Please note that Vineeto’s correspondence below was written by the feeling-being ‘Vineeto’ while ‘she’ lived in a pragmatic (methodological), still-in-control/same-way-of-being Virtual Freedom.

Selected Correspondence Vineeto


VINEETO: And now to something completely different. I enjoyed very much your letter to No 13 last week, and triggered a contemplation about altruism. You had said:

ALAN: Then tonight, catching up on reading what had been written while I was away, it suddenly got to me. This, what I am engaged on, is of far, far, too much importance to give up this easily. Can I live with the fact that every suicide, every war, every rape, every murder, every abuse, every instance of malice is unnecessary – and do nothing about it? No. Whatever is necessary must be done.

VINEETO: My practical mind has always had trouble with ‘altruism’ for the simple fact that even if I become free, everybody will have to discover and achieve freedom for themselves. And, as we have seen, up to now not many people have been intrigued to investigate the proposition. So I figured, cunningly, that it wouldn’t make much difference to the world at large if I became free or not. I pursued freedom simply for my own benefit and delight, knowing that this is the very best I can do with my life.

But in the last few weeks this line of pursuit has proved to be insufficient. I noticed that I kept losing my happiness and sparkle of Virtual Freedom as it was sometimes replaced by complaining about physical inconveniences like headaches or a ‘pain in the neck’, weirdness, feeling odd, fear attacks and bouts of doubt. Assessing my situation objectively, I realised that the option to stop or go back to ‘normal’ had disappeared altogether. What would I want to go back to? I had left my old life because it was unsatisfactory and that would still be the case.

But something else was needed to get me through the oddness. Stubbornness, guilt for ‘being’ an intruding entity and the glittering prize of actual freedom were not enough. And I found another line of Richard’s writing – a benefit of my extensive playing with the web-site:

Richard: The ‘I’ that was inhabiting this body, empowered with pure intent, deliberately, consciously and with knowledge aforethought, altruistically self-immolated so that I would be freed to be here. Richard, List B, 25e, 19.10.1999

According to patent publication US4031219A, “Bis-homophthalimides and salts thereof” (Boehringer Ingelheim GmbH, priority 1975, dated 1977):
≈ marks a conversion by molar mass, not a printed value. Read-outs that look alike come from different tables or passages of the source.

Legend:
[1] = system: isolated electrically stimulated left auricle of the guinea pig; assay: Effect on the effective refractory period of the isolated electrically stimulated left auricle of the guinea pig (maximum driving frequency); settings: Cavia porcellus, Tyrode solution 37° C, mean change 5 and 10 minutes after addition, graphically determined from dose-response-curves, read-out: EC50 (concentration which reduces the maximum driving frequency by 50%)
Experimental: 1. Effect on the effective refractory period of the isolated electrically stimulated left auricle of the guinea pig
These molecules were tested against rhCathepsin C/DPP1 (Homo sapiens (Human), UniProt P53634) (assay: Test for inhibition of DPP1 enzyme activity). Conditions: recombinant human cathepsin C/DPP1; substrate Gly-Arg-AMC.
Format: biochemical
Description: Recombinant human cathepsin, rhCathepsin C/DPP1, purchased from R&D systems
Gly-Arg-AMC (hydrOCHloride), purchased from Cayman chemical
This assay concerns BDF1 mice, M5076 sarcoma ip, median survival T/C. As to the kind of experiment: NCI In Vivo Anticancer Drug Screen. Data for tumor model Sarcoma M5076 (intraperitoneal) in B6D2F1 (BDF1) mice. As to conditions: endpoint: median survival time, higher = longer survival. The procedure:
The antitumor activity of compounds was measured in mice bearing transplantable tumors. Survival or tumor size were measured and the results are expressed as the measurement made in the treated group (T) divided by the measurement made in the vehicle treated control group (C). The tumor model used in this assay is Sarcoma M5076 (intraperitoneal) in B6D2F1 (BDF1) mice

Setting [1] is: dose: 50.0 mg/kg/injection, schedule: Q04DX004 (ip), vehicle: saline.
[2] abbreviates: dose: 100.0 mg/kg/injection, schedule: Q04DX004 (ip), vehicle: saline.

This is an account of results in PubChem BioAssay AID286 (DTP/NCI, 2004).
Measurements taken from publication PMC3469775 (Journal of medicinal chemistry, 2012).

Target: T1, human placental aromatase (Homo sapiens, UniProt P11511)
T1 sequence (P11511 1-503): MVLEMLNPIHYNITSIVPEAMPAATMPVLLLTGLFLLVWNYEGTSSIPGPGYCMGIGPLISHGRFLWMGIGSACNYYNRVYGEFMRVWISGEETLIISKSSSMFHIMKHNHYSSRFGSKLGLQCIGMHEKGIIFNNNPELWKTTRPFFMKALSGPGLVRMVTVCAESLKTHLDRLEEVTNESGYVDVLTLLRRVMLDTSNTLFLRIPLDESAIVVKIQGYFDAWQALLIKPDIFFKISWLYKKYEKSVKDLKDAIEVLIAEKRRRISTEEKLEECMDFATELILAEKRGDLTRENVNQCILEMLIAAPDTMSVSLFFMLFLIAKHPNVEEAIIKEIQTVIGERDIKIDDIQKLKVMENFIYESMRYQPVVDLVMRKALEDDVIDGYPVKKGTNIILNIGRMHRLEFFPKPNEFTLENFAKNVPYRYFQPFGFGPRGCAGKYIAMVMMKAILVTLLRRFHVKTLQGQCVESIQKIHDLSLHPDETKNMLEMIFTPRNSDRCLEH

There it was again – ‘altruistically self-immolated’ – and this time I could see the word from another angle. It has nothing to do with being altruistic for other people – whether they get something directly out of my becoming free or not. It has to do with being unselfish as in my ‘self’ getting out of the way, so that the perfection can become apparent. ‘I’ won’t even get a medal for my altruistic behaviour – ‘I’ will simply not exist anymore. And thus my hang-up with the Christian – and spiritual – morality of being selfish or un-selfish has finally been resolved.

Now I can see the sparkling morning, the dewdrops glittering thousand fold on the thin tea-tree leaves, moving and shining like river stones, the birds chirping their birds-sounds and the air moist and warming for another glorious spring day. Everything is perfect when I stop insisting of keeping my ‘self’. Suddenly it is all easy and I am back on the wide and wondrous path – and the pain in the neck is just a signpost for the right direction. Ah, fantastic.

Since I finished this letter I had another discussion with Richard about being here now, in this moment in time, with having a past or a future, and I experienced again the eerie wonderful and odd thing of being here now without a ‘self-induced’ story that keeps the moments together like pearls on a string. From this point of view, from simply being here each moment again there is no question whatsoever that Actual Freedom is what I want, 24 hrs a day.

And, being back in having a bit of a past and a bit of a future, I am still determined to make it happen, no other reason needed. The continuing oddness of not really knowing where I left the ‘meaning of life’ that had tied my life together so nicely before, can only be a good sign. Ahoi.

ALAN: You say ‘More and more I fail to understand people’s emotional reactions, their psychological reasoning or the psychic vibes...’ I think I understand what you are saying – that you can no longer ‘empathise’ with others. I have found that the actions of others becomes more and more easy to ‘understand’, when one is lacking this ‘empathy’. Being driven by the human condition means ‘their’ actions and responses are very obvious and, oft times, very silly – and one is not thanked when one points this out!